I am fortunate to know many wonderful writers. It’s amazing how small the writing community seems, yet so far-ranging and encouraging. One of my writing friends mentioned a pitch contest I’d never heard of, so I figured, what the heck. I’d already tossed in for Pitch Wars and missed, but I did get some good feedback.

So, I did PitMad this week and the pitch contest my friend told me about. And I got positive responses from multiple agents.

Another step closer.

I got an R&R request from another agent, along with a lot of good feedback.

Another step closer.

I’m going to get there. Step by step.


Author: Julie Holmes, author

Pen names: J. M. Holmes, J. M. Goebel A fiction writer since elementary school (many years ago), and NaNoWriMo annual participant for a decade, I've been published in small press magazines such as "Fighting Chance" and "The Galactic Citizen". I write adult mystery with a touch of romance, mystery with extrasensory elements, contemporary fantasy, and epic fantasy, and I'm represented by the fabulous Cynthia Zigmund of Second City Publishing Services. In real life, I am a technical writer with a family of two teens, a wonderful hubby, one cat (what writer doesn't have cats??), two dogs, two chickens, and more chipmunks, squirrels, and rabbits than any garden should have to deal with. My garden, our hobby farm, and Nature's annual seasons are some of my muses.

9 thoughts on “Another Step Closer

  1. Great post, Julie. Things don’t happen fast in this business, and I think many writers are shocked at that discovery (as well as how much work is involved). It takes huge amounts of personal grit and determination. It’s a good thing writing is so fun and addicting, or there would be no books at all.

    Liked by 1 person

  2. Congratulations on your achievements, Julie. I’m completely with you on those steps. One at time. I think a lot of writers have starry-eyed dreams about the writing life when they begin, but as you said it’s a lot of hard work, persistence and overcoming doubt. We all have those “I should just toss in the towel” moments, but then we pick ourselves up, dust ourselves off and get back to doing the thing we love. And we get rewards along the way. Any accolade is to be treasured. I’m glad all your steps continue to move you forward πŸ™‚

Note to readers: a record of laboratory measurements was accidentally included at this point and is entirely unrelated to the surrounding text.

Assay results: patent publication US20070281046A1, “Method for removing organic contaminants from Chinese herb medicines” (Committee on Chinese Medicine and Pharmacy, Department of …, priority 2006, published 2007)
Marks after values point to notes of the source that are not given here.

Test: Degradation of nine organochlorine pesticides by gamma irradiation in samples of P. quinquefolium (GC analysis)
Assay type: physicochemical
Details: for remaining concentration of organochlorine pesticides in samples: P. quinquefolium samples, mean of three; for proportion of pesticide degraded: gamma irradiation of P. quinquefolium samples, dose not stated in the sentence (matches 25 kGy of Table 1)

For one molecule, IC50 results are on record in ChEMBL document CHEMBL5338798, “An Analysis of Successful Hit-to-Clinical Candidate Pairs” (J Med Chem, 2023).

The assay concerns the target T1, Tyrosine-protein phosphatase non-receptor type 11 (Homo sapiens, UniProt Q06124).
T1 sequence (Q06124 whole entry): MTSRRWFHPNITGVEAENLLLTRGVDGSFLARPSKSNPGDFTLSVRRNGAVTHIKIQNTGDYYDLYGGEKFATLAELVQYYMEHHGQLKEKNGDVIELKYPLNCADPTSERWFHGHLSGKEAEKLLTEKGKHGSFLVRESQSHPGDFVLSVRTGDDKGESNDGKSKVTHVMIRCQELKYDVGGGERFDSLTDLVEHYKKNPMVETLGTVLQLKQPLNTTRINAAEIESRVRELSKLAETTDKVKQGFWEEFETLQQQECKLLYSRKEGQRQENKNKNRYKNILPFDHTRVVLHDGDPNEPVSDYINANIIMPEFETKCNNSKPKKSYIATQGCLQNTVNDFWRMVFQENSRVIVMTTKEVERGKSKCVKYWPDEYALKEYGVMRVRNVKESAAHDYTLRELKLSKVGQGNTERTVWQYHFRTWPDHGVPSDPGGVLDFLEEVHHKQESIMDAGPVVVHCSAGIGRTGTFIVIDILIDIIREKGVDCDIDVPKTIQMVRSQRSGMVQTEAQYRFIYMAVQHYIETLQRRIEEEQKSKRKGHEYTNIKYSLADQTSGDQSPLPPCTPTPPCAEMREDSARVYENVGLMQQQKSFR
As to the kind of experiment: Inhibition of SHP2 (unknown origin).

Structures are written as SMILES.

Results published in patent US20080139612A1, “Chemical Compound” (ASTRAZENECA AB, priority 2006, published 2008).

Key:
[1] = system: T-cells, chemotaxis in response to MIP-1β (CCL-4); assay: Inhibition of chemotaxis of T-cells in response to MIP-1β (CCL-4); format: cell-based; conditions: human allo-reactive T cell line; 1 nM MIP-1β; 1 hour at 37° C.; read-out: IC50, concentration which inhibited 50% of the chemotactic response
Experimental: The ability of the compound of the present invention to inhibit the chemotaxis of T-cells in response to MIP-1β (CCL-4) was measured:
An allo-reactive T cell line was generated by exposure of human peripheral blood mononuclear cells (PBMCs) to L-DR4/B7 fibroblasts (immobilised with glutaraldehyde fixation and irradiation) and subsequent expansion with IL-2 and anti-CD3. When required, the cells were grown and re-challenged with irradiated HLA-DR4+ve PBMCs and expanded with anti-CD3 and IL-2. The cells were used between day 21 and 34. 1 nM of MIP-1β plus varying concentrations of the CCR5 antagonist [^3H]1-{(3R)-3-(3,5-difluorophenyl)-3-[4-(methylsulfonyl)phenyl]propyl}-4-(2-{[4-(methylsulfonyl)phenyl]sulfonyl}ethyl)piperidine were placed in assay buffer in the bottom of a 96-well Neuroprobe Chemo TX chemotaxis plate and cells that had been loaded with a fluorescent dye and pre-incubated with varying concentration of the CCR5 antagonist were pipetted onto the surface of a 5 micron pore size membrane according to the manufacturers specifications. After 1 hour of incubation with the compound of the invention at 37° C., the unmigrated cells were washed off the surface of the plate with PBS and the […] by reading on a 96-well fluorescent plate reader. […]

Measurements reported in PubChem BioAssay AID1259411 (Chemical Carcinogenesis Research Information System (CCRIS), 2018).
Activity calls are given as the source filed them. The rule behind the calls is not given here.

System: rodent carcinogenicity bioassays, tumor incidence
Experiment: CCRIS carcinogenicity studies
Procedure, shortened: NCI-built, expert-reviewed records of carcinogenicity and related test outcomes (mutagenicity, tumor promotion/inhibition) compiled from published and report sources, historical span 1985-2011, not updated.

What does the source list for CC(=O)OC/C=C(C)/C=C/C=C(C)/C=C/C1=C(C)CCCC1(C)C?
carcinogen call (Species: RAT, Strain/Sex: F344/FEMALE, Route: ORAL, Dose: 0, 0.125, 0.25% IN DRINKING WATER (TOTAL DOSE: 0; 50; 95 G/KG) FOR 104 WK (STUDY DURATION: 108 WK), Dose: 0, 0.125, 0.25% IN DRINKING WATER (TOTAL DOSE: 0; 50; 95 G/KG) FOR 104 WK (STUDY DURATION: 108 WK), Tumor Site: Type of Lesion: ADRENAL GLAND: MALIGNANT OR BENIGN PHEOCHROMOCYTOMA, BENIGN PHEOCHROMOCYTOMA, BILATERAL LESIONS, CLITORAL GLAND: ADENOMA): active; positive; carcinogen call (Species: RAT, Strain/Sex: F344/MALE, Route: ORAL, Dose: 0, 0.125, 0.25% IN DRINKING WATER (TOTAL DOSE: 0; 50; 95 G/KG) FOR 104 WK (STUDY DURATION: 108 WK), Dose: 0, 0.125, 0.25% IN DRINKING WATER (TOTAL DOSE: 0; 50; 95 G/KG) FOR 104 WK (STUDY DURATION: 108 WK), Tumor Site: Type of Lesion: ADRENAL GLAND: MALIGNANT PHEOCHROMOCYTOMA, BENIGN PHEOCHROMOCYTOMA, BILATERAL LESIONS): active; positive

Liked by 1 person

    • Thanks, Mae! Yep, those starry-eyed dreams will get you every time, because real life isn’t so easy as the fairy tales would make one think (although the real Grimm tales aren’t as happy or go-lucky as Disney wants to believe). As Dory would say, just keep writing, just keep writing, writing, writing. πŸ˜€

      Liked by 1 person

  3. Julie, wow you not only seem to be taking steps but great leaps. To get a request for a read and then ‘Pitch Wars’ and MitPad (sorry never heard of this!) This post says the truth of the daily battle for writers, the persistence needed to keep going. As with so much else in live, tiny steps at a time. Encouraging uplifting post…I’ll go and read Stephen King again!πŸ˜€

    Liked by 2 people

    • It’s a Revise and Resubmit request. Agents will make them when the manuscript isn’t quite “there”, but they see potential in the writing and the story, and may even have an idea of which publisher would be interested in it. They feel it needs to be tweaked a bit before they actually take it on. The agent will usually offer suggestions on what to revise/tweak. This also lets the agent know how willing a writer is to revise the story.

      So, an R&R is like a half-step between an outright rejection and “the call”.

      Liked by 1 person